The Bibical source of the mitzvah of mezuzah is found twice in Devarim, Deuteronomy, chapter 6, in the paragraph of Shema Yisroel (4-9) and Chapter 9, in the paragragh of Vehaya Im Shamoa (13-21). The Torah states in both paragraphs:
“And you shall write them on the entryways of your dwellings and your gates”.
The Almighty taught Moshe on Mount Sinai the oral law, which expounds on his written law, the Torah. The oral law has been transmitted through Torah scholars of each generation, much of it having been transcribed in the Mishnah, Talmud and later commentaries. In order to fulfill the mitzvah of mezuzah, oral law teaches that the two paragraphs above must be written by a traditional, G-d fearing scribe, according to strict halachic codes, with special black ink and quill on one piece of specially prepared and scored parchment. The mezuzah contains 22 lines of 713 painstakingly written letters. The standard size of a mezuzah is 6 – 15cms. It is extremely difficult to write smaller and still be kosher. Some sofrim write larger mezuzahs ranging from 18-25cms. The mezuzah is carefully checked by an expert for textual errors and incorrectly formed letters then rolled and affixed to the post on the right side of entry.
The Torah clearly states that the mezuzah must be affixed to each door and gateway of one’s home. PLURAL! Unfortunately many people mistakenly believe (or have been misled?) that the home only requires a mezuzah on the main entrance. In addition to the home, any Jewish owned business, school and institution and the synagogue may require mezuzahs on each doorway.
The mezuzah recalls the Almighty’s commandment to the Jewish people, on the verge of departure from Egypt, to smear lamb’s blood on the doorposts in order to identify their homes so that the Almighty would spare the inhabitants during the plague of the first born. The lamb represented one of the deities of the Egyptians nevertheless, the Jewish people brazenly slaughtered the lambs and smeared their blood on the entranceways of their homes in full view of their taskmasters. This public declaration proclaimed the Jewish people’s subservience to the will of the Almighty and their recognition of His supreme authority. Similarly, the two paragraphs contained within the mezuzah include these fundamentals of faith. The mezuzah, affixed to each doorway of our homes, shuls, schools and businesses serve to constantly remind us that the Almighty is the one, unique creator and governor of the world, to keep our faith in him and to express our love and subservience to him by committing to living according to his commandments and standard of morals as taught to us in the Torah and expounded upon by our sages.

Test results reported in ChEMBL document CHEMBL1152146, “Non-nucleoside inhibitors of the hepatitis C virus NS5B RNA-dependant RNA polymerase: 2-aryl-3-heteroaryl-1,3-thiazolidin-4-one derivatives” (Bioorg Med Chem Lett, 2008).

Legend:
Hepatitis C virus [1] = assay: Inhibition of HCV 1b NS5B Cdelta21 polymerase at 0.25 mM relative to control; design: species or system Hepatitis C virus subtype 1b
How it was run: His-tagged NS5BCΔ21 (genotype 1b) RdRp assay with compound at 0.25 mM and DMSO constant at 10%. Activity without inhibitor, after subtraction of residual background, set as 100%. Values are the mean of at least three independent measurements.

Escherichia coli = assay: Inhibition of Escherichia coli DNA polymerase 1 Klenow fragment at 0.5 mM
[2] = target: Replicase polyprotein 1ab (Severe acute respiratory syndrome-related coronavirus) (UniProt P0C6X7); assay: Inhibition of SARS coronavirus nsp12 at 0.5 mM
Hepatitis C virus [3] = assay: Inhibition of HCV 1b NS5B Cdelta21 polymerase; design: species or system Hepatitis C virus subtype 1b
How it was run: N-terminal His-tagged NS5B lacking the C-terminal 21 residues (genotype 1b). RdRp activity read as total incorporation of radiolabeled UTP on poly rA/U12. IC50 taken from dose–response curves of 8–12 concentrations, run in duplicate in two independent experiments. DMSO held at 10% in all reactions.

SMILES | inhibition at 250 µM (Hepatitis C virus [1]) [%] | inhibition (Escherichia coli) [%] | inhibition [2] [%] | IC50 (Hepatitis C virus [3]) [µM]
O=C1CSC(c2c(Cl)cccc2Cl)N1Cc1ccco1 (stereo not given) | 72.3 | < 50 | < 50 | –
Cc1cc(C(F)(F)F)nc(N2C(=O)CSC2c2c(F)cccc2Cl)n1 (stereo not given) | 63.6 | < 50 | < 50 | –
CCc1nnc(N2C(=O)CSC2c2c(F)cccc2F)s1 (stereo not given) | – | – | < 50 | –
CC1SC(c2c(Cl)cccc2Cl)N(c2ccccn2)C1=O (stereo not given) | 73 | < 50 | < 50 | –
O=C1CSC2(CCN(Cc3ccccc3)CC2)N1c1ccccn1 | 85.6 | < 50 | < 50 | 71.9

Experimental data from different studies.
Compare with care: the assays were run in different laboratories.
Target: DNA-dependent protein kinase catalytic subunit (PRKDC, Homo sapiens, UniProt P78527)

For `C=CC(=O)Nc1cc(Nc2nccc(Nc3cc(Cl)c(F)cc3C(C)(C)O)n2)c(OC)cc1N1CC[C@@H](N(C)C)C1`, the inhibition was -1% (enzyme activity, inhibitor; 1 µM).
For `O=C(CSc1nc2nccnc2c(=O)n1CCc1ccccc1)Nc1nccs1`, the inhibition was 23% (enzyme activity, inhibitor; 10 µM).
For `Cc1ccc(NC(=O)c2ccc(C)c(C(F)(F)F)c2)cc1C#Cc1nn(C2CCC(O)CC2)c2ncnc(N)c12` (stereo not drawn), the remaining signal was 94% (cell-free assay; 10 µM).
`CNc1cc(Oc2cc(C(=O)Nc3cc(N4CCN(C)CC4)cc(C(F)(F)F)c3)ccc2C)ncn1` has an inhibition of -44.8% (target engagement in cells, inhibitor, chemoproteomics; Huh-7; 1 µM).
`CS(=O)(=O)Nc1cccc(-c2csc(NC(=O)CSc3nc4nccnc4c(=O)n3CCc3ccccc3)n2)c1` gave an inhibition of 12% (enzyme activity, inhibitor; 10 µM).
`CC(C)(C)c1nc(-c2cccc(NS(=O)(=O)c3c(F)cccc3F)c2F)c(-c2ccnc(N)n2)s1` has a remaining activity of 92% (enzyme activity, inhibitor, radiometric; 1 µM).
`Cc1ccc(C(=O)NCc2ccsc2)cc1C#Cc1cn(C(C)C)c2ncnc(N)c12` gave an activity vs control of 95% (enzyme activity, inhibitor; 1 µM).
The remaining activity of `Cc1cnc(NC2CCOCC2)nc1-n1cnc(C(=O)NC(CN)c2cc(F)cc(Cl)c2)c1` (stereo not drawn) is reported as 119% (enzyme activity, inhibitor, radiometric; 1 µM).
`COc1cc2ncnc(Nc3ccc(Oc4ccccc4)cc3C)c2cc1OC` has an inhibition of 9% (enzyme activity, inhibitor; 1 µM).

In addition, we are taught that the mezuzah provides us with protection like that of the lamb’s blood. In fact, one of the names of the Almighty, written on the backside of each mezuzah, Sha-dai, can be read as an acronym for Shomer Dalsos Yisroel, the Guardian of the doors of Israel. We must fulfill each mitzvah because we have been commanded to by the Almighty and not for the promise of material gain. However, this should provide us with a further incentive to be careful in its fulfillment and to acquire quality, kosher mezuzos.
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